The chokecherry (Prunus virginiana) or wild black cherry is a medium to large multi-stemmed fruiting shrub (1-7m) or a small tree (9-13m). Like the saskatoon, it is a member of the Rose family and is related to domestic cherries, plums, peaches and apricots. It is native to North America, with a range stretching from the Yukon to New Mexico and from B.C. to Newfoundland.
Throughout North American history, chokecherries have been a source of food (in soups, stews, pemmican, salmon dishes). The bark and roots of the chokecherry were used by North American natives for their medicinal properties in treating a variety of maladies, and, until 1975, the bark was a recognized pharmaceutical. Chokecherries contain high levels of functional food properties.
Chokecherries today are used most commonly in concentrates, jellies, syrups, sauces, juices, jams, and wine. As a shrub, it is developing popularity in the prairies as part of multi-row shelterbelt, as an ornamental and for use in wildlife habitat improvement plantings.
Chokecherries may be sold for processing, but opportunities for marketing and processing need to be better defined. The chokecherry is considered to have good diversification potential by many fruit growers. Both Europe and Japan appreciate rich dark colours and tart flavours like that of the chokecherry. Some experts believe that commercial chokecherry production has more potential than the saskatoon for large scale production, due to its hardiness and reliable yield.
Currently, the primary source of chokecherries is wild stands where less than 5% are actually harvested. However, as more orchards are planted and the trees begin to produce fruit this should change.
To meet the commercial processor's demand that fruit be delivered in volume and in a semi-processed state, a system should be established including transportation, storage and a central semi-processing plant. Producers need to work together to establish a regional berry association that will entitle them access to government funding for research and development of a viable chokecherry industry or utilize the resources of the PFGA to reach the same goals.
There are some commercial processors in the prairies willing to buy chokecherry fruit. The demand for fruit is currently greater than can be supplied.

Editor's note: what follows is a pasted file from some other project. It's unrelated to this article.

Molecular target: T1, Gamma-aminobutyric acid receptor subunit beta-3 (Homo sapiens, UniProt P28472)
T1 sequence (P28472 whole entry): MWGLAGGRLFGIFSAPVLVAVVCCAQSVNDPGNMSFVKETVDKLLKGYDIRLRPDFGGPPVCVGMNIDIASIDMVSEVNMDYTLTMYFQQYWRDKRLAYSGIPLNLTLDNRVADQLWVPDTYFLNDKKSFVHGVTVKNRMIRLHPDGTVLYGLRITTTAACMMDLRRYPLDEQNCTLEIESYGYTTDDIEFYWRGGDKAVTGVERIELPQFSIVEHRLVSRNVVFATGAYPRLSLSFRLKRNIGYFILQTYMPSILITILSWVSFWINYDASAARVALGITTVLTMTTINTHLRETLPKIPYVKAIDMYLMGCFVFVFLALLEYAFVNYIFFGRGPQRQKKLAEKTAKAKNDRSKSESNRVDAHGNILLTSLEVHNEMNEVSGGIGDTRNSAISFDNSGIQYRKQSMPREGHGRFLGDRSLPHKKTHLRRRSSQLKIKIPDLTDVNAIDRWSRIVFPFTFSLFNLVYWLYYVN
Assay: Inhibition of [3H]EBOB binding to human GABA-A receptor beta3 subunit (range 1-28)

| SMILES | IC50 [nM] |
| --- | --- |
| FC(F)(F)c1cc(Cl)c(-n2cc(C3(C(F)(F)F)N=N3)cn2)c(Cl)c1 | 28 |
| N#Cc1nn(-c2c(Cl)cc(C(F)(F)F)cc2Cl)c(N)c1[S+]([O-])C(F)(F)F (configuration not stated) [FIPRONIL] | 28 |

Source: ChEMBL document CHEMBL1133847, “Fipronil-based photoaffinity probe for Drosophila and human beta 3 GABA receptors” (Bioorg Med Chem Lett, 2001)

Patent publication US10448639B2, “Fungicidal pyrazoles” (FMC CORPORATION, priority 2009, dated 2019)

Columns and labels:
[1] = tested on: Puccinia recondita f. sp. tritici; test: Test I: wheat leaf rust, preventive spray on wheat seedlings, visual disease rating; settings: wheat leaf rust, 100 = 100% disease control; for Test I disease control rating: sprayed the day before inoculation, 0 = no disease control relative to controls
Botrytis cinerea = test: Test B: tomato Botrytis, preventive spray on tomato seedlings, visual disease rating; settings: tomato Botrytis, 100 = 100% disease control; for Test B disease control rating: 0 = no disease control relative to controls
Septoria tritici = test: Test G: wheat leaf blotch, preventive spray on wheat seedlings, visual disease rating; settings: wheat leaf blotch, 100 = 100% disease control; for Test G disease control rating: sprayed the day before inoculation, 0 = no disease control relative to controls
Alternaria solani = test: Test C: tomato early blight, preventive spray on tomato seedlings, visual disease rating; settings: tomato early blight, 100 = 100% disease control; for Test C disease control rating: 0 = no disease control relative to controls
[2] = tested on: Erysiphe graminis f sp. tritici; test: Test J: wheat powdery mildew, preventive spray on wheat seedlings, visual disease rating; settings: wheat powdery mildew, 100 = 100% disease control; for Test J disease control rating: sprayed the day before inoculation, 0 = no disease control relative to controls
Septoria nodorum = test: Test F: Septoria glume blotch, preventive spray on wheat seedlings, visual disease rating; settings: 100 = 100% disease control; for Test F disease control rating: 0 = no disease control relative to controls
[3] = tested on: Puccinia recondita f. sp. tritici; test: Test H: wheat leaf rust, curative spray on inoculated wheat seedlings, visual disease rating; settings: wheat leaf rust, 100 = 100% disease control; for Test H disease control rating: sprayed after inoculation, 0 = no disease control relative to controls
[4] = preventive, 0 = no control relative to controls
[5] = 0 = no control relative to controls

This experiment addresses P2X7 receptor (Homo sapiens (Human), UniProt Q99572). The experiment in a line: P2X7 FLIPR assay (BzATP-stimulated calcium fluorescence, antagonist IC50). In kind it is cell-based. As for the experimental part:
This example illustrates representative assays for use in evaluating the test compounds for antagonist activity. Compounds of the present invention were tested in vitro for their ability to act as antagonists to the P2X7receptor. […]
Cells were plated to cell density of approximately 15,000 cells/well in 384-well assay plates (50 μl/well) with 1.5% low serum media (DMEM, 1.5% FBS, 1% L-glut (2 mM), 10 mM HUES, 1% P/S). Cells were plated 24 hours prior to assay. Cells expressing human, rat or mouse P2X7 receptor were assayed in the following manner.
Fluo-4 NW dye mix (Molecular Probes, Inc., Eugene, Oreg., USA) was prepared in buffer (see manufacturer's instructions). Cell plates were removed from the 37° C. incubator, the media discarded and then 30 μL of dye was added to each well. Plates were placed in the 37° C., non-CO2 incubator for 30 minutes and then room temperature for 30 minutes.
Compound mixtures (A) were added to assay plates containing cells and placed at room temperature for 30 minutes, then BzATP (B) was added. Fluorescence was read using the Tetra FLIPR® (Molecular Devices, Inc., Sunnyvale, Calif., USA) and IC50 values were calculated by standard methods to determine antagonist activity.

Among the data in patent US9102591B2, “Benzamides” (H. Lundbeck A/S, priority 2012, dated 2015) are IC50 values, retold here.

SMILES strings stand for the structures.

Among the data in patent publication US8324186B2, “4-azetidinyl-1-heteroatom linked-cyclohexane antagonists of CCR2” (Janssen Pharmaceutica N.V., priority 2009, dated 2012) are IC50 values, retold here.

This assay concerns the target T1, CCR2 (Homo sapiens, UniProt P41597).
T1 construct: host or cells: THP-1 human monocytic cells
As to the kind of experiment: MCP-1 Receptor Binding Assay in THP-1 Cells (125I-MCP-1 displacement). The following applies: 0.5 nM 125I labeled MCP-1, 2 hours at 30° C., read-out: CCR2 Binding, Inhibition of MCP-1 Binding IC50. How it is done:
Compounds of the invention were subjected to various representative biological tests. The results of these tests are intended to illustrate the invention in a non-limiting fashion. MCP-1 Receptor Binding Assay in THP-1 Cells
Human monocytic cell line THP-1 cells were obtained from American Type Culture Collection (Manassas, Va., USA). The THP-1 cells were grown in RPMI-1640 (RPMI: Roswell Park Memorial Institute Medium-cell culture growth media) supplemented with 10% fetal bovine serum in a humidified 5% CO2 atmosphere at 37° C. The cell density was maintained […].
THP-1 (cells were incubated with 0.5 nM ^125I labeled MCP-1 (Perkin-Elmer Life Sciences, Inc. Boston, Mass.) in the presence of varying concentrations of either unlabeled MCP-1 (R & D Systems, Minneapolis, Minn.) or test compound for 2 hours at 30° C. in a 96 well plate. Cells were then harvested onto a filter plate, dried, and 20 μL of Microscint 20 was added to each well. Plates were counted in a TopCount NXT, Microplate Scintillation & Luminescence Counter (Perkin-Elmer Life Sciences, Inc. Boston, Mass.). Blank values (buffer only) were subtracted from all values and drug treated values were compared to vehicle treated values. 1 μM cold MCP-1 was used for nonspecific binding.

Chokecherries do not begin producing until their third or fourth year so fruit production is a long-term commitment. Yield gradually increases after the fourth year. At maturity, yield is estimated at 15,000 lb of fruit per acre or higher and yield appears fairly consistent eight to nine years out of 10.
Early orchards were difficult to establish because of limited plant material and a lack of different cultivars. As interest grows in this crop, nurseries are making larger quantities of plants available and offering a larger selection of chokecherry cultivars. This has also resulted in a decrease in the price of the plants.
As with any other small fruit operation, it is important to consider the distance to large population bases for a market as well as for labour. The chokecherry is abundant in native stands and consistent in its yield, so it is likely that U-Pick for the fresh product would not be in high demand.
The long-term economic feasibility of chokecherry production is yet to be determined. We know that chokecherries have the potential to offer the consistent supply important to a processor. A processor may lower prices if yields are high when a producer's fruit is ready. The berries must be competitively priced so that processors don't go to other provinces where the fruit may be cheaper.
Chokecherries have low susceptibility to weather variability. Proper site selection and good management practices are still important, however, research projects on management practices need to be initiated as insufficient information exists at this time.
Chokecherries grow in a wide variety of soil types and climatic conditions. They thrive in full sun and well-drained soils containing significant amounts of organic matter, and grow well in pH's ranging from 5-8. Saline and poorly drained soils should be avoided.
A gentle northeast or east slope is preferred for good runoff and quick cold air drainage, and windbreaks help reduce damage from strong prevailing winds.
Plants should be spaced three to four feet apart. To accommodate mechanical harvesting, aisles should be at least 16 feet wide. Aisles should run north to south to reduce wind, equalize light distribution and decrease sun scald.
Trickle irrigation is the method of choice as it is the least labour intensive, has a lower water requirement than other systems, reduces incidence of disease and is generally cheaper to use. However, the emitters can clog easily and can not be used for frost protection or crop cooling. Refer to the irrigation section for more information.